Technology changing lives: how technology can support the goals of the Care Act
Report from SCIE roundtable discussion held on 26 March 2015
SCIE Report 73
Published: June 2015
Eighty-four per cent of adults use the internet, but only two per cent of the population report any digitally enabled transaction with the NHS. That is an absolutely astonishing figure and one which we should be spending a lot of time looking at.Lord Michael Bichard, Chair, SCIE
Twenty years ago the only piece of technology I carried was a beeper that I had to keep on me at all times. Things have changed dramatically in the intervening time. What we want to do today is look further into the future and the potential for technology to improve things for people who use services, for carers, providers and commissioners.
Technology can support individuals to make the right choices for the care that they have. It can help professionals to see that people are accessing the right care and those professionals can have quicker access to records and histories.
I worry that when we talk about technology in government we always want to talk about information, data and organisations when this has the potential to transform people’s lives, keep them independent for longer and give better value for money for the taxpayer.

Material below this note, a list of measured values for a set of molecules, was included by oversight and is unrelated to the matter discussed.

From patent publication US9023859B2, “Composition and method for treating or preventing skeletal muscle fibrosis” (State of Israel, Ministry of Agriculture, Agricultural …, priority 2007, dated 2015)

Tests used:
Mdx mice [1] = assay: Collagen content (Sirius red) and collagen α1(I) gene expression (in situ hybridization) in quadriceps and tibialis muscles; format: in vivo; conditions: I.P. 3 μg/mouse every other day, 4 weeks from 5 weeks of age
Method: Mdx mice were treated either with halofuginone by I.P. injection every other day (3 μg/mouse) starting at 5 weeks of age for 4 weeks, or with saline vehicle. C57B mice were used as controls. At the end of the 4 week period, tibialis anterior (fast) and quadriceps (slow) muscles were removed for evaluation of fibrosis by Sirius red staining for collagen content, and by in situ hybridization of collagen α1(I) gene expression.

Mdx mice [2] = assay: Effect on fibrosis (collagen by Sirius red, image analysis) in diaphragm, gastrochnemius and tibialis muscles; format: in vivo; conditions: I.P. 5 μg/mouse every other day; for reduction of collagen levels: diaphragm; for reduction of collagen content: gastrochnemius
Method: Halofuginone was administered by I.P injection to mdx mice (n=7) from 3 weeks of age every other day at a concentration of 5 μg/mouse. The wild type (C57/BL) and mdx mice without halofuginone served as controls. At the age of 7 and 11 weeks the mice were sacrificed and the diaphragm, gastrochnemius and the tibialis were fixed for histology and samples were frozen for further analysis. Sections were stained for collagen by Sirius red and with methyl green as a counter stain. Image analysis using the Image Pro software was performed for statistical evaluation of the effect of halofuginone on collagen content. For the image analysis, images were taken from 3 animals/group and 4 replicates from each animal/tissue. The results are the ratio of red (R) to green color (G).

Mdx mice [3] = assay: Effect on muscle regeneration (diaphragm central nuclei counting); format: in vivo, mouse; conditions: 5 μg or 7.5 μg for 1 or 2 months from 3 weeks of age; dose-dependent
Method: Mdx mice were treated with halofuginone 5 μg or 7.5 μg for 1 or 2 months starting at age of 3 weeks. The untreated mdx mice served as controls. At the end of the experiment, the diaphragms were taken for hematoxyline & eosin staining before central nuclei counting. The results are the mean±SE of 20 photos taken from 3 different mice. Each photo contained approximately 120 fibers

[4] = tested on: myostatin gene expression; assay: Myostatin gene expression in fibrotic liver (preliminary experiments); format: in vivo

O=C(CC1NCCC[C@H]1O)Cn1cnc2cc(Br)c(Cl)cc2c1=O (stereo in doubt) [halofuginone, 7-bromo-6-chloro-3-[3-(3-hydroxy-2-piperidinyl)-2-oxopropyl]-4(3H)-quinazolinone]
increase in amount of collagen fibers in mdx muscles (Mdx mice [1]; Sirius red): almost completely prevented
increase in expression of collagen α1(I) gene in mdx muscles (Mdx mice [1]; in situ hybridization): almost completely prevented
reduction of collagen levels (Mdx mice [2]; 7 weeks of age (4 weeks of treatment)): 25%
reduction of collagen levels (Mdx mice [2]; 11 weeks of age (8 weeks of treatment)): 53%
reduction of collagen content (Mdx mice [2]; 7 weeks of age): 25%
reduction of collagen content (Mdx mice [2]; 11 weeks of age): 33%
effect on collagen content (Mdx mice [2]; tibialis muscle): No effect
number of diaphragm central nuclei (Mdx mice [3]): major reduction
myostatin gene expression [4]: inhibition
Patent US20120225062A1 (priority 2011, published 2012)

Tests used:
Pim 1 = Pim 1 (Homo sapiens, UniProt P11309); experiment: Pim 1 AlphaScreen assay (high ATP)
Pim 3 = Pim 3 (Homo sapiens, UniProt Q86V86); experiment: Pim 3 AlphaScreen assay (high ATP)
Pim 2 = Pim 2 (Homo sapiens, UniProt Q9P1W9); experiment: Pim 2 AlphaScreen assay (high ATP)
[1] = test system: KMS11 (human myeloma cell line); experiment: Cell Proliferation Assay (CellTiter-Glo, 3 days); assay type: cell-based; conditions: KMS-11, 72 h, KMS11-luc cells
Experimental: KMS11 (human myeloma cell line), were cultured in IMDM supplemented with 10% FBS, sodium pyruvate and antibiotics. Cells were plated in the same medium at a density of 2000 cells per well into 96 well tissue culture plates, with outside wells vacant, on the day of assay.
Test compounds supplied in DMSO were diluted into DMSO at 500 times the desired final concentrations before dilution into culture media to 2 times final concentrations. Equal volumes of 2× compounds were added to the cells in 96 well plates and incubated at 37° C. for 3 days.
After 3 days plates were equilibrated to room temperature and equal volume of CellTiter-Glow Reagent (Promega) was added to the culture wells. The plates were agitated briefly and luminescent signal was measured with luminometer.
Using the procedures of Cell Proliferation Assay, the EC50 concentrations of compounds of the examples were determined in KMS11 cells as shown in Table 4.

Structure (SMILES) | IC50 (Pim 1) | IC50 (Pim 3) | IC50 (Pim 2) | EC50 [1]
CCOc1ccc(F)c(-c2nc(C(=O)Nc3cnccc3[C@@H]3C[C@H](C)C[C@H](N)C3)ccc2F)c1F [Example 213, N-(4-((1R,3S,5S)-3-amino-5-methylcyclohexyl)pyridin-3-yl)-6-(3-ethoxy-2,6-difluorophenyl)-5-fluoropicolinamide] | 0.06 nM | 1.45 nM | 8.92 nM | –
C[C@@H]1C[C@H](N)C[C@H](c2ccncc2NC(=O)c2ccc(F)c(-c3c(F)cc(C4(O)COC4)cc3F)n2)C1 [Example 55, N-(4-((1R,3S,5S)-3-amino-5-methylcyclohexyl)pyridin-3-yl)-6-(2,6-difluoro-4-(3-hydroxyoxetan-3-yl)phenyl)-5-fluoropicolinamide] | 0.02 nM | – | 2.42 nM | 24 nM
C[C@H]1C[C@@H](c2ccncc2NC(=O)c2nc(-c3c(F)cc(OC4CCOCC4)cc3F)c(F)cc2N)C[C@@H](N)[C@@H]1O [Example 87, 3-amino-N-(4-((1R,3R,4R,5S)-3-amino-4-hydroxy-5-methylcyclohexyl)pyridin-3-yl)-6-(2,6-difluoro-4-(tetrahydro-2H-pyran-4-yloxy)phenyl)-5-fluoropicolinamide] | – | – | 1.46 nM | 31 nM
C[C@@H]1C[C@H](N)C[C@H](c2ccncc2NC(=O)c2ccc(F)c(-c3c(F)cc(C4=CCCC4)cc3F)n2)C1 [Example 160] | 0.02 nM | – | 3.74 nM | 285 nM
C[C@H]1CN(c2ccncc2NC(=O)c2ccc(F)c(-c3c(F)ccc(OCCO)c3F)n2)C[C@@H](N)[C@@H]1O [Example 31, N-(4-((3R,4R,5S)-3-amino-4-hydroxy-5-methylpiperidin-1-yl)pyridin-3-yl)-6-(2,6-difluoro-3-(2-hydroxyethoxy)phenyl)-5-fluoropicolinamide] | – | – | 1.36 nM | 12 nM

The question is how do we turn all of that potential into a reality? We haven’t always been very good at capitalising on that potential. In fact, I think we have been quite slow on some of these issues though good practice increasingly exists. Some of the high-profile failures in large-scale technology have dented confidence but there are other barriers too so how are we going to overcome those barriers?
I recently discovered a quite shocking statistic: 84 per cent of adults use the internet, but only two per cent of the population report any digitally enabled transaction with the NHS. That is an absolutely astonishing figure and one which we should be spending a lot of time looking at.
So how do we overcome those barriers and turn the ambition into reality? The fact is health and social care has fallen behind but I worry that in trying to make up ground we fall into the trap of being seduced by ‘off-the-shelf’ solutions that may not actually meet the needs of individual users. We need to be more considered, informed and selective about the technology that we employ. My other concern is that the big providers think that they know best and then invest large amounts of scarce money in products which then don’t deliver the outcomes.
The potential of technology to transform how we deliver health and social care really is immense and also to provide the integrated, personalised and supported care that is envisaged in the Care Act.
A number of key messages emerged from the roundtable presentations and table discussions.
Establishing a vision and case for change
- We need a national and local vision for what we are trying to achieve with technological solutions – otherwise we risk being pulled in different directions by different policies.
- We should seek to work with the Government Digital Service and the Department for Communities and Local Government to consider how to support the social care system in bringing together developers, designers and others working together as a driver for change.